by David A. Sinclair PhD with Matthew D. LaPlante
Published by Thorsons www.harpercollins.co.uk
Ray Kurzweil famously said that he wants to ‘live long enough to live forever’. In ‘Lifespan’, the goals of genetics and ageing researcher David Sinclair are rather more modest. He doesn’t promise us forever, he promises us Harriette Thompson.
Harriette Thompson looked 70 when she broke records at the 2014 San Diego marathon. She was 91. Harriette was a rare exception but she won’t stay that way for much longer Sinclaire says. His position gives him an inside track on the treatments and drugs coming down the pipeline that will extend life and healthspan. The future he sees for us is one where 90 year old marathon runners raise no more comment than 50 year old ones do today. A future where 90 year old teachers instruct 70 year old students and great, great grandparents rough-and-tumble-it with their great, great grandchildren. Its a future, he says, that is sitting on lab benches today.
‘Lifespan’ is full of acronmys; NR and NMN, SIR2 and NAD boosters, AMPK activators, TOR inhibitors and Metformin (a diabetic drug). All molocules, genes and drugs that work to restore vitality to the old and extend health and lifespan. Despite their tsunami of promise and Sinclair’s boundless enthuasism, the caveat is that most of the hard data is from experiments on yeast, fruitflys and mice. Trials with people are ongoing but results and treatments are years away so Sincalir isn’t waiting. He’s confident enough in the research as it stands to take a bunch of the stuff that works so well in animal studies. So does his dad, his brother, his co-workers and their families. Evidence is anacedotal of course but very positive.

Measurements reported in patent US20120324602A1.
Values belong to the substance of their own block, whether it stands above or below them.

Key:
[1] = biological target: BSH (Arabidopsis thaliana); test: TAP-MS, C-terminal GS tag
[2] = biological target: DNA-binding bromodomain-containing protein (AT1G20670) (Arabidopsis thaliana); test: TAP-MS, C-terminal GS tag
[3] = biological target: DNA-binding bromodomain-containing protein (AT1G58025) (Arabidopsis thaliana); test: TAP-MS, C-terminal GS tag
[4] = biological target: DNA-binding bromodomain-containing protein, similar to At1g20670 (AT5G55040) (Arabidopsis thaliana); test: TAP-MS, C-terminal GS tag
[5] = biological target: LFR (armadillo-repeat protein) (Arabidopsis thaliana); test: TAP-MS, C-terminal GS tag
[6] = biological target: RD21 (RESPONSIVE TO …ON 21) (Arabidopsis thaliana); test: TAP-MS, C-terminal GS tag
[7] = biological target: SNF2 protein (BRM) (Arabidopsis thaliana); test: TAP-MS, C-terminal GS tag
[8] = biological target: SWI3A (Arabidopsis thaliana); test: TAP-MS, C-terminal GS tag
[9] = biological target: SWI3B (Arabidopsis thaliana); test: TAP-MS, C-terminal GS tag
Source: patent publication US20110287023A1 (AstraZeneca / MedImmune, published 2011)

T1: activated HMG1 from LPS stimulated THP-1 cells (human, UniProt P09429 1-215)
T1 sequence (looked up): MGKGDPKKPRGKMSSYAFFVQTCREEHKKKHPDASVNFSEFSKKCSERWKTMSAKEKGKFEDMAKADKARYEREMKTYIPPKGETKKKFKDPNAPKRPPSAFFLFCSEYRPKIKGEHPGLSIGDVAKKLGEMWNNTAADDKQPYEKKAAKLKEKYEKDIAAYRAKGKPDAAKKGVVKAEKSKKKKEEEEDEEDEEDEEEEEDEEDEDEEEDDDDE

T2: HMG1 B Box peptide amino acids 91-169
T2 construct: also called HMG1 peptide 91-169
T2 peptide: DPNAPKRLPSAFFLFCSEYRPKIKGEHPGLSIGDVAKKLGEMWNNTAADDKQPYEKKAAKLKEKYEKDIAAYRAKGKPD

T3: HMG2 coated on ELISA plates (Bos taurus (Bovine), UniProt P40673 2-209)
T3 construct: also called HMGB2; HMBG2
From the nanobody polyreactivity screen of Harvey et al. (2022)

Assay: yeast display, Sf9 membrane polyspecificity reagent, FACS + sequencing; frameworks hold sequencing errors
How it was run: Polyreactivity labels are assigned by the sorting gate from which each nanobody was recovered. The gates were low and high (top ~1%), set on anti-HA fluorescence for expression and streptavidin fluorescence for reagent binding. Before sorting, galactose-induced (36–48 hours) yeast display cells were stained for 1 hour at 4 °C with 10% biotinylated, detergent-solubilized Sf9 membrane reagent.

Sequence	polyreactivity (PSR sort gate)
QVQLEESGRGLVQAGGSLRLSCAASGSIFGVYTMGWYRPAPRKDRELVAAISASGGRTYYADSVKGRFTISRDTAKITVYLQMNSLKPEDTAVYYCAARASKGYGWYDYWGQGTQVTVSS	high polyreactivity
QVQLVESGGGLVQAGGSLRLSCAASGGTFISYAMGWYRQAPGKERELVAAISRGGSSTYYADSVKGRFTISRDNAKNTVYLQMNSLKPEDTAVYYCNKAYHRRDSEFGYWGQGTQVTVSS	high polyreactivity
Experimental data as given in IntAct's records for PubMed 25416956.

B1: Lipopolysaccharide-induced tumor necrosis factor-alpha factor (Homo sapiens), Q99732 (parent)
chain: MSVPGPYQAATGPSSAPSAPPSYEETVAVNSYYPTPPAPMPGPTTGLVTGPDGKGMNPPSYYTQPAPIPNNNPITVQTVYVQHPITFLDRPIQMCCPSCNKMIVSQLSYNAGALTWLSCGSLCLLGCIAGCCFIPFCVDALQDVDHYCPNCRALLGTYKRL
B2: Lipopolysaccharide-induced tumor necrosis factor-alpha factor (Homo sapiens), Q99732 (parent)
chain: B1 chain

On one level, ‘Lifespan’ is basically a funding pitch but Sinclair is up front about it. Ageing isn’t seen as a disease so research grants are hard to come by while doctors won’t prescribe, nor insurance companies cover, treatments. It’s hard to fault his logic. We spend billions on what he describes as ’whack-a-mole’ treatments and research for cancer, heart disease and Alzheimers while ignoring their overwhelming contributing factor; ageing, Being a smoker, he reminds us, increases your cancer risk fivefold but just being over 50 increases it a hundredfold.
Sinclair is aware that all these extra years come with consequences, challenges and risks – who needs an immortal Cyril Smith or Idi Amin? He also expects extending vitality will “fundamentally alter the way our economy works”. Overall though (and unsuprisingly) he’s confident that the personal, social and financial gains will outweigh any downsides.
I have to mention LePlante (the writing half of the duo). He may be over-fond of short, melodramatic sentenses but he makes a decent fist of translating complex research for the layman’s ear – not shying away from the science but not overloading us with it either.
Sinclair’s message is certainly an alluring one, especially for those of us with the cool winds of mortality whistling around our ankles but – for that very reason – it behoves us to make sure our critical faculties are fully engaged while listening to it. Sinclair is involved to varying degrees with commercial companies selling us the stuff he’s talking about. This, by no means, makes him a snake oil salesman but readers should allow for the possibility that it might motivate him – consciously or unconsciously – to ocasionally be more bullish than perhaps prudence might dictate. For instance, he doesn’t discuss the side affects of the Metformin drug I mention above and of which he has such high hopes. In practice it is often discontinued by diabetic patients due to the side affects of explosive flatulence and galloping diarrhoea. An extra ten years of vitality sounds great but less so if you have to spend nine of them in the bathroom.